2. 21-2 Explain why each of the following sets of jobs would or would not be considered equal under the Equal Pay Act:
  3. Male stewards and female stewardesses on continental air flights
  4. Male checkers of narcotics and female checkers of nonnarcotic drugs at a pharmacy
  5. Male tailors and female seamstresses
  6. 21-3 Explain the following aspects of the Equal Pay Act:
  7. Its purpose
  8. The remedies available under the act
  9. The defenses available to employers
  10. 21-4 Explain the following aspects of Title VII:
  11. Its purpose
  12. The remedies available under the act
  13. The defenses available to employers
  14. 21-5 Explain two significant ways in which the Civil Rights Act of 1991 has changed the application of Title VII.
  15. 21-6 What constitutes “reasonable accommodation” under the Rehabilitation Act and the ADA?

Review Problems

The City of Los Angeles provided equal monthly retirement benefits for men and women of the same age, seniority, and salary. The benefits were partially paid for by employee contributions and partially by employer contributions. Because women, on average, live longer than men, the city required women to make contributions to the retirement fund that were 14.84 percent higher than those made by men. Was this a violation of the Civil Rights Act? Why or why not? 1. 21-7

JoAnn, Ann, and Bryon were all laboratory analysts, performing standardized chemical tests on various materials. JoAnn was hired first, with no previous experience, and was trained on the job by the supervisor. She later trained Ann. When Bryon was hired, he was trained by the supervisor with the assistance of the two women. All initially worked the same shift and received the same pay. Then Bryon received a 5-cent-per-hour raise and was to work a swing shift every other two weeks. Was his higher wage a violation of the Equal Pay Act? Explain. 2. 21-8

Administrators of an Ohio Christian school refused to renew a teacher’s contract after she became pregnant, on the basis of its belief that “a mother’s place is in the home.” When she filed sex discrimination charges under the state civil rights statute, she was fired. Was this termination unlawful? Explain. 3. 21-9

Ellen’s immediate supervisor repeatedly required her to have “closed door” meetings with him, in violation of company policy. As a consequence, rumors began to spread that the two were having an office romance, although the meetings in fact involved her boss’s attempt to convince Ellen to loan him money, again in violation of company policy. When Ellen asked her immediate supervisor to try to stop the rumors, he said that he found them somewhat amusing and refused to do anything to stop them. As a consequence of the rumors, she began to be treated as an “outcast” by her coworkers and received low evaluations from other superv  4. 21-10isors in the areas of “integrity” and “interpersonal relations.” She was passed over for two promotions for which she had applied. She filed an action against her employer on the grounds that her supervisor had created a hostile environment by his refusal to stop the rumors. Do you believe she has a valid claim under Title VII? Why or why not? Are there any other causes of action she might raise? Explain.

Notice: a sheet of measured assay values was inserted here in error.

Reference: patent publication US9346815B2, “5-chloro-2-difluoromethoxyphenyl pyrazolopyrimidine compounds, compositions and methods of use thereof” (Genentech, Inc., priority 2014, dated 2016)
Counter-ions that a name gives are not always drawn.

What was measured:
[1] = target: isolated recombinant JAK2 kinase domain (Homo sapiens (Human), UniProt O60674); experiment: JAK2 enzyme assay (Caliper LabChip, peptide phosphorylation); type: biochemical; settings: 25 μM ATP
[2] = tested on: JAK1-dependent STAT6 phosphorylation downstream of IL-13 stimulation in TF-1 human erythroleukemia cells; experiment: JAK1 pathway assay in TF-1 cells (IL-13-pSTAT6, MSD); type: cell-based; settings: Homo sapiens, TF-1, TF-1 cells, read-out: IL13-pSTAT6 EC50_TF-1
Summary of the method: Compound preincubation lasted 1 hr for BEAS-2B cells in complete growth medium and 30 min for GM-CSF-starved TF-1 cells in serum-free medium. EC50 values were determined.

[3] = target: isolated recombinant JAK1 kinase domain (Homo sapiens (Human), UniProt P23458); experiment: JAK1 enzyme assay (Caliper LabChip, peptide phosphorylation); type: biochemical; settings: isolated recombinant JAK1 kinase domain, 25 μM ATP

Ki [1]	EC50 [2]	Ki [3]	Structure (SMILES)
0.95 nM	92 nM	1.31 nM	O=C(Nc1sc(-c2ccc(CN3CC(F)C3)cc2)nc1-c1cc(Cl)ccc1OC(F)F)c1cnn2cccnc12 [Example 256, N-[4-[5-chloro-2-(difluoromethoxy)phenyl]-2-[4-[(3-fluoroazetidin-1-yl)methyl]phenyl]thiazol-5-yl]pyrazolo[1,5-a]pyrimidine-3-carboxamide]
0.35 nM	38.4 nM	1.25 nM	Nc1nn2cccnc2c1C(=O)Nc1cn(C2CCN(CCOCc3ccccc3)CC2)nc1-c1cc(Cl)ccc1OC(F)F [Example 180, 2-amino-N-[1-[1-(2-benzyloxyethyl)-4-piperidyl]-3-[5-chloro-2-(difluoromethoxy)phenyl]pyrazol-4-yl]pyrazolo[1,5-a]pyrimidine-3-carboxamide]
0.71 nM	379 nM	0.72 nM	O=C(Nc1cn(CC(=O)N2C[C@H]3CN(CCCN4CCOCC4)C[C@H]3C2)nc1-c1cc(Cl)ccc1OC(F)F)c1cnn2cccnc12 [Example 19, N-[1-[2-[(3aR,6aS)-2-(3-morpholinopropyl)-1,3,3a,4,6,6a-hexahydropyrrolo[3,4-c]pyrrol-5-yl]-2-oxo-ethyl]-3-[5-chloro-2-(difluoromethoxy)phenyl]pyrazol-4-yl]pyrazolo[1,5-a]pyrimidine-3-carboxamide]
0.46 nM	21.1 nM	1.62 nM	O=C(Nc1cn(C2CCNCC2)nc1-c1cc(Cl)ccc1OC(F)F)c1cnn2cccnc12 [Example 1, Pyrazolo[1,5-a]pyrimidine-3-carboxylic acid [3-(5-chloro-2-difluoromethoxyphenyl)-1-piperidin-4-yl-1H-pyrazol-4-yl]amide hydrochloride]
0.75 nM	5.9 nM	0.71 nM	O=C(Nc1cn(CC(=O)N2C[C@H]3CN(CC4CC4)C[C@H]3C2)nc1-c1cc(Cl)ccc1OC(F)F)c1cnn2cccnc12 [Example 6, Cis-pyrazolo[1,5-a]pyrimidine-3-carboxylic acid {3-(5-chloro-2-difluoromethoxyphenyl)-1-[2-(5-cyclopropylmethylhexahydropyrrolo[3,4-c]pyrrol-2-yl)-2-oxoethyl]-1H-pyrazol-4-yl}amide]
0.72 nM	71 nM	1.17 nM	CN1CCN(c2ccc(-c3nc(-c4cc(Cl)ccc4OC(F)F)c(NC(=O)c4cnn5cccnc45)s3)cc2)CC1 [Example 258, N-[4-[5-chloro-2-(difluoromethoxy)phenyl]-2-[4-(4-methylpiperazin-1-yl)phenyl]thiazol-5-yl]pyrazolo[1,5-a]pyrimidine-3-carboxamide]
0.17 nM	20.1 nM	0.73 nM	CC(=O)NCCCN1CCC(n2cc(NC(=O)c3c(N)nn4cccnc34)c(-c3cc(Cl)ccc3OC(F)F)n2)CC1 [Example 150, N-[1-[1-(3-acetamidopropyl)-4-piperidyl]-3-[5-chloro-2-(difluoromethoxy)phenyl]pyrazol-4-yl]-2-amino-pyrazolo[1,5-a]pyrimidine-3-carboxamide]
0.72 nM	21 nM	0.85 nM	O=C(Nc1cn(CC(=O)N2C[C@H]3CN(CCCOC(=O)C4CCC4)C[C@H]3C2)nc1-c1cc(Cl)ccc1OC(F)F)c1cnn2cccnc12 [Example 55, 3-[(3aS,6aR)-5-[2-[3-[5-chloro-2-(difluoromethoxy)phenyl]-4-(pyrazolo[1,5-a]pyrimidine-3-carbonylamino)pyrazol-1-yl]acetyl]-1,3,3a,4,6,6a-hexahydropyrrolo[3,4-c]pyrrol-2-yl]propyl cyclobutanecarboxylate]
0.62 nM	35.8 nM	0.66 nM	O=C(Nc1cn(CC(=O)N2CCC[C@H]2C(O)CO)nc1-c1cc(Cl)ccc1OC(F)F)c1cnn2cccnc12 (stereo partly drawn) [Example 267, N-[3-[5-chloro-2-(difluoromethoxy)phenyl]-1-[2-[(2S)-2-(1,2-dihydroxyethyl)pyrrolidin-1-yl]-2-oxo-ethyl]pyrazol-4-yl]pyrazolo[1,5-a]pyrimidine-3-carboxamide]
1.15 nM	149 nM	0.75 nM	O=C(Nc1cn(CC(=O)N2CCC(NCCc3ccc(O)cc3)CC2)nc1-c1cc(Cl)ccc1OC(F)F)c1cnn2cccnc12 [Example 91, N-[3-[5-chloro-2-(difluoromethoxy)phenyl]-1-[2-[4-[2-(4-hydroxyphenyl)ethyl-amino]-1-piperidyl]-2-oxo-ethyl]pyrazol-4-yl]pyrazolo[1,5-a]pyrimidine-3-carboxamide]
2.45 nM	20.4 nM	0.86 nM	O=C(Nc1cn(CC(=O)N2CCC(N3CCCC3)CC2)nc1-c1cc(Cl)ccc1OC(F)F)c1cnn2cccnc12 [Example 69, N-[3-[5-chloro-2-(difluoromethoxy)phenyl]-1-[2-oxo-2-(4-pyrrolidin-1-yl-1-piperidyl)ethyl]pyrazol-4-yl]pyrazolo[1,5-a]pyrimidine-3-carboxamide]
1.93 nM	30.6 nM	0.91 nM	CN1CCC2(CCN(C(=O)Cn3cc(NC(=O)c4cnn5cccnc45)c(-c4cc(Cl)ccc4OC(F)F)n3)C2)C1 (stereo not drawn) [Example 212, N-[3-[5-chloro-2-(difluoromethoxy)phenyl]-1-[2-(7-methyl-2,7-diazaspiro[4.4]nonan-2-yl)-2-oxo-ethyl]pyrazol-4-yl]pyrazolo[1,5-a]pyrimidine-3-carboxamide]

A U.S. citizen was working at a multinational company’s Zaire facility. The employer was incorporated in the state of Louisiana. When the employee was terminated, allegedly because of his age, he sought recovery under the federal ADEA as well as the Louisiana Age Discrimination in Employment law. The employer argued that its overseas operations were not subject to the federal ADEA. Was the employer correct? Explain. 5. 21-11

Davis, D’Elea, and Sims were former heroin or narcotics addicts. Davis and Sims were told by the city director that they could not be hired by the city because of their former habit. D’Elea was rejected from a city CETA program because of his former habit. The three sued the city, alleging that drug addiction was a handicap under the Rehabilitation Act of 1973 and that the city’s refusal to hire them was therefore unlawful under this act. Were they correct in their contention? Explain. 6. 21-12

Last Updated on March 29, 2020 by EssayPro